Dietary Fiber 135 REFERENCES Barbolt, T. A., and R. Abraham. 1978. The effect of bran on dimethyl- hydrazine-induced colon carcinogenesis in the rat. Proc. Soc. Exp. Biol. Med. 157:656-659. gingham, S., D. R. R. Williams, T. J. Cole, and W. P. T. James. 1979. Dietary fibre and regional large-bowel cancer mortality in Britain. Br. J. Cancer 40:456-463. Bjelke, E. 1978. Dietary factors and the epidemiology of cancer of the stomach and large bowel. Aktuel. Ernaehrungsmed. Klin. Prax. Suppl. 2:10-17. Burkitt, D. P., and H. C. Trowell. 1975. Refined Carbohydrate Foods and Disease. Some Implications of Dietary Fibre. Academic Press, London, New York, and San Francisco. 356 pp. Cassidy, M. M., F. G. Lightfoot, L. E. Grau, J. A. Story, D. Kritchevsky, and G. V. Vahouny. 1981. Effect of chronic intake of dietary fibers on the ultrastructural topography of rat jejunum and colon: A scanning electron microscopy study. Am. J. Clin. Nutr. 34:218-228. Chen, W.-F., A. S. Patchefsky, and H. S. Goldsmith. 1978. Colonic protection from dimethylhydrazine by a high fiber diet. Surg. Gynecol. Obstet. 147:503-506. Dales, L. G., G. D. Friedman, H. K. Ury, S. Grossman, and S. R. Williams. 1978. A case-control study of relationships of diet and other traits to colorectal cancer in American blacks. Am. J. Epidemiol. 109:132-144. Drasar, B. S., and D. Irving. 1973. Environmental factors and cancer of the colon and breast. Br. J. Cancer 27:167-172. Fleiszer, D. M., D. Murray, G. K. Richards, and R. A. Brown. 1980. Effects of diet on chemically induced bowel cancer. Can. J. Surg. 23:67-73. Freeman, H. J., G. A. Spiller, and Y. S. Kim. 1978. A double-blind study on the effect of purified cellulose dietary fiber on 1,2- dimethylhydrazine-induced rat colonic neoplasia. Cancer Res. 38:2912-2917. Freeman, H. J., G. A. Spiller, and Y. S. Kim. 1980. A double-blind study on the effects of differing purified cellulose and pectin 8 - 6

OCR for page 130
136 DIET, NUTRITION, AND CANCER fiber diets on 1,2-dimethylhydrazine-induced rat colonic neoplasia. Cancer Res. 40:2661-2665. Glauert, H. P., M. R. Bennink, and C. H. Sander. 1981. Enhancement of 1,2-dimethylhydrazine-induced colon carcinogenesis in mice by dietary agar. Food Cosmet. Toxicol. 19:281-286. Glober, G. A., K. L. Klein, J. O. Moore, and B. C. Abba. 1974. Bowel transit-times in two populations experiencing similar colon-cancer risks. Lancet 2:80-81. Glober, G. A., A. Nomura, S. Kamiyama, A. Shimada, and B. C. Abba. 1977. Bowel transit-time and stool weight in populations with different colon-cancer risks. Lancet 2:110-111. Hill, M., R. MacLennan, and K. Newcombe. 1979. Letter to the Editor: Diet and large-bowel cancer in three socioeconomic groups in Hong Kong. Lancet 1:436. Jain, M., G. M. Cook, F. G. Davis, M. G. Grace, G. R. Howe, and A. B. Miller. 1980. A case-control study of diet and colo-rectal cancer. Int. J. Cancer 26:757-768. Liu, K., J. Stamler, D. Moss, D. Garside, V. Persky, and I. Soltero. 1979. Dietary cholesterol, fat, and fibre, and colon-cancer mortality. Lancet 2:782-785. Lyon, J. L., and A. W. Sorenson. 1978. Colon cancer in a low-risk population. AP1. J. Clin. Nutr. 31:S227-S230. MacLennan, R., O. M. Jensen, J. Mosbech, and 11. Vuori. 1978. Diet, transit time, stool weight, and colon cancer in two Scandinavian populations. Am. J. Clin. Nutr. 31:S239-S242. Malhotra, S. L. 1977. Dietary factors in a study of cancer colon from cancer registry, with special reference to the role of saliva, milk and fermented milk products and vegetable fibre. Med. Hypotheses 3:122-126. Martinez, I., R. Torres, Z. Fr~as, J. R. Colon, and M. Fernandez. 1979. Factors associated with adenocarcinomas of the large bowel in Puerto Rico. Pp. 45-52 in J. M. Birch, ed. Advances in Medical Oncology, Research and Education. Volume 3: Epidemiology. Pergamon Press, Oxford, New York, Toronto, Sydney, Paris, and Frankfurt. Modan, B., V. Barell, F. Lubin, M. Modan, R. A. Greenberg, and S. Graham. 1975. Low-fiber intake as an etiologic factor in cancer of the colon. J. Natl. Cancer Inst. 55:15-18. 8 - 7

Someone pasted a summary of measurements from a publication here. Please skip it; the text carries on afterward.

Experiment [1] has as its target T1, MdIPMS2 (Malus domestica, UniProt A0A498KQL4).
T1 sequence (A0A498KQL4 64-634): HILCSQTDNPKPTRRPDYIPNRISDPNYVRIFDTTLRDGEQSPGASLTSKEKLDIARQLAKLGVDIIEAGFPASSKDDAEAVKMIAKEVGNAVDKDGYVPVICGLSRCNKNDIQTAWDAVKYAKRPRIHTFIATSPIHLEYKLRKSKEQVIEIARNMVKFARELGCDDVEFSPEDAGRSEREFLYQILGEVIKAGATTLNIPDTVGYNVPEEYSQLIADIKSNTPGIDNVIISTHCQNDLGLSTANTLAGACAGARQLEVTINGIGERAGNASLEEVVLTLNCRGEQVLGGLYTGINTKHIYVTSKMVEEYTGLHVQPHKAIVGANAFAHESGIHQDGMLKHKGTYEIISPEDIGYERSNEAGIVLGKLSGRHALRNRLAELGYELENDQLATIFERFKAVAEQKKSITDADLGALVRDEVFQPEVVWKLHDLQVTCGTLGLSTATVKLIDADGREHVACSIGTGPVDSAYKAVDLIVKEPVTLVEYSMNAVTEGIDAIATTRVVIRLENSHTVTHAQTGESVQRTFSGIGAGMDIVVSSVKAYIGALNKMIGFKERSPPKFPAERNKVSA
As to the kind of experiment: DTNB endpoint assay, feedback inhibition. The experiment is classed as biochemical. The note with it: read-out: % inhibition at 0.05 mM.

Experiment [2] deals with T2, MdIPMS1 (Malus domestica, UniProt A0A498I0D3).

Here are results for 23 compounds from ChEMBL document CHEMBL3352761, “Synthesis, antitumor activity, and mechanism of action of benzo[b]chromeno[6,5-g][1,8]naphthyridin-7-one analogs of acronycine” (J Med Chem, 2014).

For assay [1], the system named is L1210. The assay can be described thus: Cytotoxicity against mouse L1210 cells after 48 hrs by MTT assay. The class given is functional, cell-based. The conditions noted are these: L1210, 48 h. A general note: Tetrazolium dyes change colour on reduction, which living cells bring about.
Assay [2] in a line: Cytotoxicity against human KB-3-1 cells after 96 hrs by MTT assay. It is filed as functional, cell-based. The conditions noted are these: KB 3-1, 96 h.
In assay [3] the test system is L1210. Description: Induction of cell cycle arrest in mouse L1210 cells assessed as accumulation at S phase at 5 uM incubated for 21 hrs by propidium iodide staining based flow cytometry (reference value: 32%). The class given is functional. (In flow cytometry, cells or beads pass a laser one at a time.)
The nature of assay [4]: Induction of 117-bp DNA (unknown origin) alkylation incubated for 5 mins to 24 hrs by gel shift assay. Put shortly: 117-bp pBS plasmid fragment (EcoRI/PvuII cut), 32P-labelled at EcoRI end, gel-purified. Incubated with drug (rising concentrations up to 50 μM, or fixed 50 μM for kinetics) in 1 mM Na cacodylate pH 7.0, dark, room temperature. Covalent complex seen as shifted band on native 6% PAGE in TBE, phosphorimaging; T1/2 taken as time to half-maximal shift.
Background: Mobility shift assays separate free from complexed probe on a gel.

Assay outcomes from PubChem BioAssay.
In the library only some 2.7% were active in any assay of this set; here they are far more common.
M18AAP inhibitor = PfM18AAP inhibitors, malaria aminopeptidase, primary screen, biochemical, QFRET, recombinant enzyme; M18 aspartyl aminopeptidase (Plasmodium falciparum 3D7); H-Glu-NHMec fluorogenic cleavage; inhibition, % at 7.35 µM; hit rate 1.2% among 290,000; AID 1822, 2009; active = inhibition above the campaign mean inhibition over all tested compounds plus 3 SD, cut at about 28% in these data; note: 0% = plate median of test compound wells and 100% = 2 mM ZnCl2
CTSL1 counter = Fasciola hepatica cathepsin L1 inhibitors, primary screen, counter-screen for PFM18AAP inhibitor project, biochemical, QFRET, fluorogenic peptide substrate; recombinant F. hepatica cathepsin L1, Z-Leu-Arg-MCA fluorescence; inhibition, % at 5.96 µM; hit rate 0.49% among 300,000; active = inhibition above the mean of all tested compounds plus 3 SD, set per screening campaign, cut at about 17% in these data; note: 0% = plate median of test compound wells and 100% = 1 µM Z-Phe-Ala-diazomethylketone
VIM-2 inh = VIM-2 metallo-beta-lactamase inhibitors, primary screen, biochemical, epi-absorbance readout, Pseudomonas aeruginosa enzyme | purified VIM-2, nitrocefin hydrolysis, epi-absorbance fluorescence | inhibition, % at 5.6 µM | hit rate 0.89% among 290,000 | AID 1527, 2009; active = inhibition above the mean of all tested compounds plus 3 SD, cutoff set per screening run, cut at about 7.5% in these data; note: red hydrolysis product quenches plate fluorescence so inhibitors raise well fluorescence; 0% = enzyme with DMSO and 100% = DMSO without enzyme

OCR for page 130
Dietary Fiber 137 National Academy of Sciences. 1980. Recommended Dietary Allowances, 9th Edition. Committee on Dietary Allowances, Food and Nutrition Board, National Academy of Sciences, Washington, D.C. 187 pp. Story, J. A., and D. Kritchevsky. 1976. Comparison of the binding of various bile acids and bile salts in vitro by several types of fiber. J. Nutr. 106:1292-1294. Ward, J. M., R. S. Yamamoto, and J. H. Weisburger. 1973. Cellulose dietary bulk and azoxymethane-induced intestinal cancer. J. Natl. Cancer Inst. 51:713-715. Watanabe, K., B. S. Reddy, C. Q. Wang, and J. H. Weisburger. 1978. Effect of dietary undegraded carrageenin on colon carcinogenesis in F344 rats treated with azoxymethane or methylnitrosourea. Cancer Res. 38:4427-4430. Watanabe, K., B. S. Reddy, J. H. Weisburger, and D. Kritchevsky. 1979. Effect of dietary alfalfa, pectin, and wheat bran on azoxymethane- or methylnitrosourea-induced colon carcinogenesis in F344 rats. J. Natl. Cancer Inst. 63:141-145. Wilson, R. B., D. P. Hutcheson, and L. Wideman. 1977. Dimethyl- hydrazine-induced colon tumors in rats fed diets containing beef fat or corn oil with and without wheat bran. Am. J. Clin. Nutr. 30:176-181. 8 - 8